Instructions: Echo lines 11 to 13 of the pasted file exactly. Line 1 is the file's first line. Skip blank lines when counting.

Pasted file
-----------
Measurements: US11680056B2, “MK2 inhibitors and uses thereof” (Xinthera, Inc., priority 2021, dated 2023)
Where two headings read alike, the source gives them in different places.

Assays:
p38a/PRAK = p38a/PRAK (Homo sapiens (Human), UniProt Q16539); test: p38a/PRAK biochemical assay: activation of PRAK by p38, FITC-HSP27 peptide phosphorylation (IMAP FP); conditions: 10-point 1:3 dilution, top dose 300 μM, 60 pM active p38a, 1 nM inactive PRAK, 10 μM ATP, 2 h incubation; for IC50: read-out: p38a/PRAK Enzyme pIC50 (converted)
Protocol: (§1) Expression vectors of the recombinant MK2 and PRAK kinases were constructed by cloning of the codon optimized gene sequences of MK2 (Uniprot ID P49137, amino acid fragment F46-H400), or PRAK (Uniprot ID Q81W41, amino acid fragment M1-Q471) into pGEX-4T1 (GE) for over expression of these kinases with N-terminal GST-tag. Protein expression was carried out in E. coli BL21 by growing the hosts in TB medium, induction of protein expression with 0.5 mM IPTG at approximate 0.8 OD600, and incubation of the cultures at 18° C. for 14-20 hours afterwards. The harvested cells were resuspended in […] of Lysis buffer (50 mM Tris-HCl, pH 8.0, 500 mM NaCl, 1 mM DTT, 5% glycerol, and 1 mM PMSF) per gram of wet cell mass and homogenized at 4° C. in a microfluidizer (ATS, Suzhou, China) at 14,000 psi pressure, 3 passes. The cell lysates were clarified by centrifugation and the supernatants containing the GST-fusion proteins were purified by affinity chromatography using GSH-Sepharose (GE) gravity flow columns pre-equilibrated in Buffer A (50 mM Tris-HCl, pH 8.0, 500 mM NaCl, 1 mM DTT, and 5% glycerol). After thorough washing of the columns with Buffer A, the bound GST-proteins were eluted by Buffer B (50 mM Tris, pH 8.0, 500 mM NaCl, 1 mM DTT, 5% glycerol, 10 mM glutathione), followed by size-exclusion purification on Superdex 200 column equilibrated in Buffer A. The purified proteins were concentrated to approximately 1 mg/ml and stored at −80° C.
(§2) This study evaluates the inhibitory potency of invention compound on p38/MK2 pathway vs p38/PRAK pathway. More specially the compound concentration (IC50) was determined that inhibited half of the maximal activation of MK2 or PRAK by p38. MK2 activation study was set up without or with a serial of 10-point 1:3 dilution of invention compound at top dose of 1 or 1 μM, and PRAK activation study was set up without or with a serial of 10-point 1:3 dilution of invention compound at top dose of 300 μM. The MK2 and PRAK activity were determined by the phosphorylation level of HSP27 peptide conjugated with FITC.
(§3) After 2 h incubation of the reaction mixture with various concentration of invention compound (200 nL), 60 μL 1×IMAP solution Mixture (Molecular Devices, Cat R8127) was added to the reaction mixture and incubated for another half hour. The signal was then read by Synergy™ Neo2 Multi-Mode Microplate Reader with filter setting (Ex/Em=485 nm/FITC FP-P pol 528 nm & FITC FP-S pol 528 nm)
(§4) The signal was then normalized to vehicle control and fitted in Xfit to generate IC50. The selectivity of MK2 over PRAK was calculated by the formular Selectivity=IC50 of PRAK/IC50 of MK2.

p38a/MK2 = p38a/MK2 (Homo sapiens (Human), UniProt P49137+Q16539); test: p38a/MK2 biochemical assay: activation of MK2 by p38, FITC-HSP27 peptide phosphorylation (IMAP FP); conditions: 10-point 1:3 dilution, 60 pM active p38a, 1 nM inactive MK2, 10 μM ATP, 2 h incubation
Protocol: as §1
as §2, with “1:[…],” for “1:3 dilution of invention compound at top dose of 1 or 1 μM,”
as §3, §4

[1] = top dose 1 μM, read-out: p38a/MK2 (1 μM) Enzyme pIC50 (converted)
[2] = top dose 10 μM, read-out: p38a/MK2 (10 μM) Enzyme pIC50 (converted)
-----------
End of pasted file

as §2, with “1:[…],” for “1:3 dilution of invention compound at top dose of 1 or 1 μM,”
as §3, §4

[1] = top dose 1 μM, read-out: p38a/MK2 (1 μM) Enzyme pIC50 (converted)